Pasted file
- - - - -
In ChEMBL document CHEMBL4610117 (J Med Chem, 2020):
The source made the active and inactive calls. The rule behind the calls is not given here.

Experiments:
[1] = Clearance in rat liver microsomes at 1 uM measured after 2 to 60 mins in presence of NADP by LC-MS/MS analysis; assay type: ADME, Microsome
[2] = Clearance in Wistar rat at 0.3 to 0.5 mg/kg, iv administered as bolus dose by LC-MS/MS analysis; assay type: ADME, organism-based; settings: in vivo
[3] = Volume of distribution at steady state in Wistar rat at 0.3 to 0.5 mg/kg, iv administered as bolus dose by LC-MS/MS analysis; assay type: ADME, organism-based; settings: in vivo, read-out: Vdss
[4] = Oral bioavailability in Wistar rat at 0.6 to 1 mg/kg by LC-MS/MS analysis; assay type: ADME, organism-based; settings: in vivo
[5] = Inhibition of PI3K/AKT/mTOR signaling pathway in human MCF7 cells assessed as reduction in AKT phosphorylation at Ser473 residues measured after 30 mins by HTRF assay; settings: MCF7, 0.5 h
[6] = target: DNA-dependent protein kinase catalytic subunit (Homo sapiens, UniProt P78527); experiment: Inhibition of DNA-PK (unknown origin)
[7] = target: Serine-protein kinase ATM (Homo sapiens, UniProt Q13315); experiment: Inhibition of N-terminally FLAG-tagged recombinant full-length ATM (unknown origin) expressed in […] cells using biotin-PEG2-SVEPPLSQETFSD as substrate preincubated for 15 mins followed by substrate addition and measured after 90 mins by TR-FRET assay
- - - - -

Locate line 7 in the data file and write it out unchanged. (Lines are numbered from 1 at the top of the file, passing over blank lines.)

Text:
[4] = Oral bioavailability in Wistar rat at 0.6 to 1 mg/kg by LC-MS/MS analysis; assay type: ADME, organism-based; settings: in vivo